Sometimes it’s hard to move forward, whether your obstacles are coming from outside or from within. Melissa Donovan has a few good writing tips to keep you on your toes, Heather Weidner shares tips for overcoming fear and doubt, and David Shorb reminds us that you don’t get what you don’t fight for.

Alexa Glazer explores what storytelling is and 4 ways stories bring people together. Sometimes people come together through reading a common story, so Paula Munier compiled her top 10 books about writers. Sometimes stories bring people together as writing partners, so Sarah Skilton tells us how to collaborate on our next novel.

BUSINESS

Mark Williams maps the new normal: as bookstores in France reopen, early euphoria gives way to plummeting books sales in week two.

Want to self-publish? Elaine Del Valle tells us how to become a self-published author.

Agents and ex-agents had a lot to say this week. Janet Reid defines narrative nonfiction for children and discusses how to query when your protagonist doesn’t come in until later in the book, Nathan Bransford shows us how to write a one sentence pitch, Rachelle Gardner answers the question: what if an agent rejects a bestseller?; and Victoria Strauss discusses evaluating publishing contracts and 6 ways authors may be sabotaging themselves.

Author marketing likes to talk about platform. Marion Roach Smith and Joanna Penn explore how broad an author platform should be, Eldred “Bob” Bird has more thoughts on growing a fertile author platform, Bath Barany posts a marketing relationship roadmap for novelists, Sandra Beckwith lists 4 tips to turn your book marketing around, and Dave Chesson gives us 5 easy ways to increase your book sales.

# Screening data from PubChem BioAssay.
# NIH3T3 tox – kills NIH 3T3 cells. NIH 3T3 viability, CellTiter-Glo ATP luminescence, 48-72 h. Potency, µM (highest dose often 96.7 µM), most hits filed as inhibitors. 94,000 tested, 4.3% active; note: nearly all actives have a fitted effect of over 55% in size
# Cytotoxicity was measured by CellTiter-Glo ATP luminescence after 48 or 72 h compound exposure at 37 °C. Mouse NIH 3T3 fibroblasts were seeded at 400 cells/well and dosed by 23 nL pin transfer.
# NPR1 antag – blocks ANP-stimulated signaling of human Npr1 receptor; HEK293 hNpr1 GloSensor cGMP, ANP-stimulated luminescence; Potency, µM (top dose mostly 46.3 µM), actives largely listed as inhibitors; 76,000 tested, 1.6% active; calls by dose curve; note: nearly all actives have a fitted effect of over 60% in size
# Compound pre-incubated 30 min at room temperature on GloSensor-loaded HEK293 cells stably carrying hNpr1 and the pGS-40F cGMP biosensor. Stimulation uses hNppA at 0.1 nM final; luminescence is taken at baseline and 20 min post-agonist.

While much of marketing is virtual now, Sherry Ficklin discusses why swag (including digital swag) is vital to author events. Crisitan Mihai examines 2 aspects of content creation with 7 phenomenal tips that are going to revolutionize the way you write blog posts and showing how you sabotage your blog by writing mediocre sentences, while Elizabeth S. Craig tells us how to claim your knowledge panel on Google.

THE UNIQUE SHELF

Virginia Breen gathers up a struggle in 17 syllables: essential workers write COVID haiku.

There is often discussion about writing with pen and paper vs. on a computer. Matt Janacone brings another suggestion, extolling the advantages of a manual typewriter and why every writer should own one.

As we move into the video-conference-from-home age, the timeless art of the bookcase flex starts a new chapter.

Sometimes I wish I could escape from the news. Rob Brotherton tells of a time when all New York City stopped reading the news at once.

Martha Ackmann opens the letter that changed Emily Dickinson’s life.

Got some cash stashed away for a special purchase? Up for sale is the first printing of “The Star-Spangled Banner” in the 1814 Baltimore Patriot and Evening Advertiser.

Sue Coletta brings us the story of the world’s first free public library supported by taxation.

That’s all for this week’s Top Picks Thursday! Stay safe and stay healthy, and we will see you next week.


Leave a Reply

Fill in your details below or click an icon to log in:

WordPress.com Logo

You are commenting using your WordPress.com account. Log Out /  Change )

Google photo

You are commenting using your Google account. Log Out /  Change )

Twitter picture

You are commenting using your Twitter account. Log Out /  Change )

Facebook photo

You are commenting using your Facebook account. Log Out /  Change )

Connecting to %s

This site uses Akismet to reduce spam. Learn how your comment data is processed.

Categories

%d bloggers like this: